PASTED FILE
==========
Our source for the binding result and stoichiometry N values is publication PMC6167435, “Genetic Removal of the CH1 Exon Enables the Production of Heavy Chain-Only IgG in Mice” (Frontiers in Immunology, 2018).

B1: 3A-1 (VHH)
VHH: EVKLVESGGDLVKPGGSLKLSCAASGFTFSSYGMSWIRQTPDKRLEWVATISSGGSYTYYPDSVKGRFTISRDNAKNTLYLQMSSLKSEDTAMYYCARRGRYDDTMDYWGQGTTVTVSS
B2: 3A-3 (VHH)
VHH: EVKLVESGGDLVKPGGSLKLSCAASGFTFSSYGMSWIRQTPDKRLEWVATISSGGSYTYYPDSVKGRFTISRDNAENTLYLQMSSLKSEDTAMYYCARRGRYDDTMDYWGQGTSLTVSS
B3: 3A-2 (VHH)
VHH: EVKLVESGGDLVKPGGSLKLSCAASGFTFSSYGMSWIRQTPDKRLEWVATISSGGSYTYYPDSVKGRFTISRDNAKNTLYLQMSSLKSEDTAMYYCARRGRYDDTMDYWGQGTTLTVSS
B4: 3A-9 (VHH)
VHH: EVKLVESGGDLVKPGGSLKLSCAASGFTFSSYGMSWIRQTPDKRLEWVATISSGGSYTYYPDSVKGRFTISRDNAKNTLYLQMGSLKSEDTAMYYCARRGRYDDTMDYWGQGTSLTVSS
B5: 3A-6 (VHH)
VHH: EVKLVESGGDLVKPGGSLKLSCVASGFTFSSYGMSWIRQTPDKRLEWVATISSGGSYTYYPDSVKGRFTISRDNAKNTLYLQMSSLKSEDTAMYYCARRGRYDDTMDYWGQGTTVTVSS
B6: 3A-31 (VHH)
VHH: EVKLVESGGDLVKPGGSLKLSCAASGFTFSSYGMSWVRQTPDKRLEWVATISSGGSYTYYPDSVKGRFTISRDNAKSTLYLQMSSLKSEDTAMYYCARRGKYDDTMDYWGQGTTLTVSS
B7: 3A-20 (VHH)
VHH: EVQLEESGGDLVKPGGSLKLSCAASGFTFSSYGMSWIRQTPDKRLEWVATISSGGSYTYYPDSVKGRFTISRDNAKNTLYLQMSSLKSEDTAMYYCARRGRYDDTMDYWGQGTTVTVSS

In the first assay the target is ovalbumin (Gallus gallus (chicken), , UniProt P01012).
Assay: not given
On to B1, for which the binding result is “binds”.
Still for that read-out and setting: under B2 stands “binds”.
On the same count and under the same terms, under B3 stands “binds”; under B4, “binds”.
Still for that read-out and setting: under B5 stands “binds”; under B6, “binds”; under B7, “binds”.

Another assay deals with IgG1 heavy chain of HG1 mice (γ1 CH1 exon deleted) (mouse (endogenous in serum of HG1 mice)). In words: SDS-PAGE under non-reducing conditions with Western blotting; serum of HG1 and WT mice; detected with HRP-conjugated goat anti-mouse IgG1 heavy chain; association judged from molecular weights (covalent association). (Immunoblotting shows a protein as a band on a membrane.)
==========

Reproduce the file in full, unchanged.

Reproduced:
Our source for the binding result and stoichiometry N values is publication PMC6167435, “Genetic Removal of the CH1 Exon Enables the Production of Heavy Chain-Only IgG in Mice” (Frontiers in Immunology, 2018).

B1: 3A-1 (VHH)
VHH: EVKLVESGGDLVKPGGSLKLSCAASGFTFSSYGMSWIRQTPDKRLEWVATISSGGSYTYYPDSVKGRFTISRDNAKNTLYLQMSSLKSEDTAMYYCARRGRYDDTMDYWGQGTTVTVSS
B2: 3A-3 (VHH)
VHH: EVKLVESGGDLVKPGGSLKLSCAASGFTFSSYGMSWIRQTPDKRLEWVATISSGGSYTYYPDSVKGRFTISRDNAENTLYLQMSSLKSEDTAMYYCARRGRYDDTMDYWGQGTSLTVSS
B3: 3A-2 (VHH)
VHH: EVKLVESGGDLVKPGGSLKLSCAASGFTFSSYGMSWIRQTPDKRLEWVATISSGGSYTYYPDSVKGRFTISRDNAKNTLYLQMSSLKSEDTAMYYCARRGRYDDTMDYWGQGTTLTVSS
B4: 3A-9 (VHH)
VHH: EVKLVESGGDLVKPGGSLKLSCAASGFTFSSYGMSWIRQTPDKRLEWVATISSGGSYTYYPDSVKGRFTISRDNAKNTLYLQMGSLKSEDTAMYYCARRGRYDDTMDYWGQGTSLTVSS
B5: 3A-6 (VHH)
VHH: EVKLVESGGDLVKPGGSLKLSCVASGFTFSSYGMSWIRQTPDKRLEWVATISSGGSYTYYPDSVKGRFTISRDNAKNTLYLQMSSLKSEDTAMYYCARRGRYDDTMDYWGQGTTVTVSS
B6: 3A-31 (VHH)
VHH: EVKLVESGGDLVKPGGSLKLSCAASGFTFSSYGMSWVRQTPDKRLEWVATISSGGSYTYYPDSVKGRFTISRDNAKSTLYLQMSSLKSEDTAMYYCARRGKYDDTMDYWGQGTTLTVSS
B7: 3A-20 (VHH)
VHH: EVQLEESGGDLVKPGGSLKLSCAASGFTFSSYGMSWIRQTPDKRLEWVATISSGGSYTYYPDSVKGRFTISRDNAKNTLYLQMSSLKSEDTAMYYCARRGRYDDTMDYWGQGTTVTVSS

In the first assay the target is ovalbumin (Gallus gallus (chicken), , UniProt P01012).
Assay: not given
On to B1, for which the binding result is “binds”.
Still for that read-out and setting: under B2 stands “binds”.
On the same count and under the same terms, under B3 stands “binds”; under B4, “binds”.
Still for that read-out and setting: under B5 stands “binds”; under B6, “binds”; under B7, “binds”.

Another assay deals with IgG1 heavy chain of HG1 mice (γ1 CH1 exon deleted) (mouse (endogenous in serum of HG1 mice)). In words: SDS-PAGE under non-reducing conditions with Western blotting; serum of HG1 and WT mice; detected with HRP-conjugated goat anti-mouse IgG1 heavy chain; association judged from molecular weights (covalent association). (Immunoblotting shows a protein as a band on a membrane.)